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Brown Bear Blog


(*this BLOG is written in my best English! Some pictures are made by Jean, our local Romanian guide)

“Bears make the world a better place”

That’s a comment from Casey McFarland on a picture from a bear track I posted long time ago.

And it is true in many ways.

At the end of September Beke and I went to the Carpathians to scout for a wilderness tour we are planning to run there next year. Here is a short blog about the week, with a focus on brown bears.

 

 

 

 

 

 

 

 

 

 

 

 

 

We are halfway up a mountain in the Rodnei National Park when we stop for lunch.
Mihaj, one of the rangers here, opens his backpack and a lunch pours out.
No high-tech, dehydrated, compact food at all… An entire loaf of bread, a plastic bag with big chunks of pure pork-fat, some paprikas, tomatoes and a chunk of cheese. And a knife.

 

Just now I see that the drops of “sweat” on his cap is not sweat at all, but two tiny LED lamps on the rim of his cap! But we all did sweat because of the steep climb to this ‘poiana’ (a mountain meadow of sorts), overlooking a huge mountain range all around us. I can think of uglier places for a lunch.

 

 

 

 

 

 

 

 

 

 

 

It is the first day of our scouting tour and our local guide brought us first to this National Park to explore. His 4×4 took us until it couldn’t go any further and from there on we started our walk uphill. The ground was hard, so my hope for many tracks soon were gone.
But at some point, there was an old car track filled with a layer of mud. A perfect tracktrap, or better said: a perfect tracker-trap! I simply can’t resist a closer look at puddles like this. And we are lucky; there are tracks of blackbird, wild boar, fox and most exciting, a lynx! This part of the Carpathians has the highest density of lynx, and here is some sort of proof.

We take our time to look at all the tracks, and I know then that Mihaj knows about tracks, as he identifies them all correctly and with ease.

Not long after we come across another tracker-trap… a brown bear. Yes! First we find a small track of a cub, so we know its mother must be around. Soon we find her tracks too, and with a story: she slid accidently in the mud. It’s fun to imagine this huge bear slipping in the clay, making her Michael Jackson moves!

 

 

Different berries (the blackberries not even ripe) in a bearscat.

We pass two old ladies picking blackberries. There are all types of forest fruits around here; raspberries are gone by now, but we do find lots of blackberries. A few hours later, on the way down to the car we find more bear tracks and a nice scat in the middle of the road. It is full of seeds. 

 

 

 

 

What a great way to start a week of scouting!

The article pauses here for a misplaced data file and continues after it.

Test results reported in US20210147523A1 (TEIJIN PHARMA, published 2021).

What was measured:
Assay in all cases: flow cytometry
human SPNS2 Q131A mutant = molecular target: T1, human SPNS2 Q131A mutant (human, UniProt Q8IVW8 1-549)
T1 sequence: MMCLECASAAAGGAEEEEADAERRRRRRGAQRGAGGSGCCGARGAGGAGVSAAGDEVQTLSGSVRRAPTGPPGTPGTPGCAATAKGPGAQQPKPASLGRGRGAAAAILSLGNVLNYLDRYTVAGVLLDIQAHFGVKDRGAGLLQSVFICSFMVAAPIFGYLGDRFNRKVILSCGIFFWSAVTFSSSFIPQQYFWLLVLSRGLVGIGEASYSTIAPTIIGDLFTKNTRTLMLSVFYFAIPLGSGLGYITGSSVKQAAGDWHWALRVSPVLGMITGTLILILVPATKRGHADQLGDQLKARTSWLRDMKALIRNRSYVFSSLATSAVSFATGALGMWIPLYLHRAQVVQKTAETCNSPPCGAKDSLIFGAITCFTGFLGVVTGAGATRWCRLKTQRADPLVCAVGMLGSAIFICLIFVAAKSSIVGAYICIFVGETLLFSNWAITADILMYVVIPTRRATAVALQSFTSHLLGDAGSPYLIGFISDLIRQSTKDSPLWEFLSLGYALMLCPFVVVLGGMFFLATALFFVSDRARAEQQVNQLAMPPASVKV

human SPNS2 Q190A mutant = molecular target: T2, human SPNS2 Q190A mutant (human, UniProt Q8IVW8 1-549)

Later that week, where ever we go, we see the sign and tracks of brown bears each and every day. What a treat! They are everywhere. In another National Park (Caliman) the habitat is different, mainly spruce forest, and the slopes of the mountains have a brilliant rusty color.
Later we discover it is because the blueberry leaves have turned a deep red. And there is still a load of berries on them, even this late in the season. These natural dinner tables are attractive to many mammals, as well as birds. We see blackbirds, songthrushes, big thrushes and find their purple droppings regularly. Fox and marten scat, black and packed with seeds, litter the small hiking trail. And, as hoped for, we find a huge brown bear scat, also right in the middle of the same trail. Besides berrie seeds, there are many leaves in them. Bears simply can’t pick them one by one.

Another great sign to find are the large rocks turned over by them. We find many. Maybe they were looking for grubs underneath? Or mice? We didn’t see any remains of mouse nests, but it would be a great place to stay out of trouble with marten and fox around.

 

 

 

 

 

 

 

In another area we find wasp nests dug out and opened by a bear. For comparison: the log (which was also removed by a bear) on the picture is much thicker than a thigh. The wasps are crawling around on the bottom, they look like they’re still in some state of shock. Although the sun is up already for a long time, they are all still surprisingly slow. From a safe distance we observe them for a while.

It will not be the only wasp nest we find. On one afternoon we find three more. The wasps were really get hammered by bears out there!

 

 

 

 

 

 

 

 

 

 

 

 

 

“Did you see any bears?”
We heard this question both in Romania as well as when we got back in Holland. The answer is no and yes. No, we didn’t see any bears on this trip. And although we really walked quietly most of the time, given the enormous area we were in, chances are slim.

But yes, we did see bears! Both their track and sign were a direct link to these animals and to the two of us. We saw them turn over the massive stones and watched the big mother bear slide in the mud. We’ve seen them standing in the middle of vast blueberry fields, grazing happily.
Pausing to drop their huge scat in the middle of a track, or to climb in old orchards, or rub against resinous trees to mark their passing. I am sure we walked many miles on exactly the roads and paths they are also using. For a moment we stepped into their daily life and got to know a bit of where they hang out, and why.

 

 

Bears DO make the world a better place, Casey is right.

We can’t wait to return!

René



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